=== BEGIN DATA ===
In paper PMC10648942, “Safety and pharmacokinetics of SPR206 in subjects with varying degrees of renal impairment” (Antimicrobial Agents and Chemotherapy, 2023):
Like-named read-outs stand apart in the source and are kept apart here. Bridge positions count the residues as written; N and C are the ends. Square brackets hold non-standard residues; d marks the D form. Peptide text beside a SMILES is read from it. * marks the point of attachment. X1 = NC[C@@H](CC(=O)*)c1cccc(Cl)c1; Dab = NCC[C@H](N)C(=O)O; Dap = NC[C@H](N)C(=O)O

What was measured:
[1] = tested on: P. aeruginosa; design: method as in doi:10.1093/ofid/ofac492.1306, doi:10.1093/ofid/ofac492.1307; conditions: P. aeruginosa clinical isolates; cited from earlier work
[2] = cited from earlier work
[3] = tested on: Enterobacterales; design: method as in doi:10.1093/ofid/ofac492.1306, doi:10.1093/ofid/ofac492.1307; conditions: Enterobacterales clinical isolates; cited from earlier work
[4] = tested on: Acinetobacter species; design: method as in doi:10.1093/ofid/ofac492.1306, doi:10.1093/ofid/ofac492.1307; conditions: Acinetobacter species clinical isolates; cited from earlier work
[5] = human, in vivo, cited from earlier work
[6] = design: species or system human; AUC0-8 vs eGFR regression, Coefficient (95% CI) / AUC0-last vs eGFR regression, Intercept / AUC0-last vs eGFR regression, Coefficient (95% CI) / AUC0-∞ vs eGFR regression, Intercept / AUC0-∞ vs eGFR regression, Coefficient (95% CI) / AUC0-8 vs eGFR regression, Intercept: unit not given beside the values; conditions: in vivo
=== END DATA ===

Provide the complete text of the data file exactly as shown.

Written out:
In paper PMC10648942, “Safety and pharmacokinetics of SPR206 in subjects with varying degrees of renal impairment” (Antimicrobial Agents and Chemotherapy, 2023):
Like-named read-outs stand apart in the source and are kept apart here. Bridge positions count the residues as written; N and C are the ends. Square brackets hold non-standard residues; d marks the D form. Peptide text beside a SMILES is read from it. * marks the point of attachment. X1 = NC[C@@H](CC(=O)*)c1cccc(Cl)c1; Dab = NCC[C@H](N)C(=O)O; Dap = NC[C@H](N)C(=O)O

What was measured:
[1] = tested on: P. aeruginosa; design: method as in doi:10.1093/ofid/ofac492.1306, doi:10.1093/ofid/ofac492.1307; conditions: P. aeruginosa clinical isolates; cited from earlier work
[2] = cited from earlier work
[3] = tested on: Enterobacterales; design: method as in doi:10.1093/ofid/ofac492.1306, doi:10.1093/ofid/ofac492.1307; conditions: Enterobacterales clinical isolates; cited from earlier work
[4] = tested on: Acinetobacter species; design: method as in doi:10.1093/ofid/ofac492.1306, doi:10.1093/ofid/ofac492.1307; conditions: Acinetobacter species clinical isolates; cited from earlier work
[5] = human, in vivo, cited from earlier work
[6] = design: species or system human; AUC0-8 vs eGFR regression, Coefficient (95% CI) / AUC0-last vs eGFR regression, Intercept / AUC0-last vs eGFR regression, Coefficient (95% CI) / AUC0-∞ vs eGFR regression, Intercept / AUC0-∞ vs eGFR regression, Coefficient (95% CI) / AUC0-8 vs eGFR regression, Intercept: unit not given beside the values; conditions: in vivo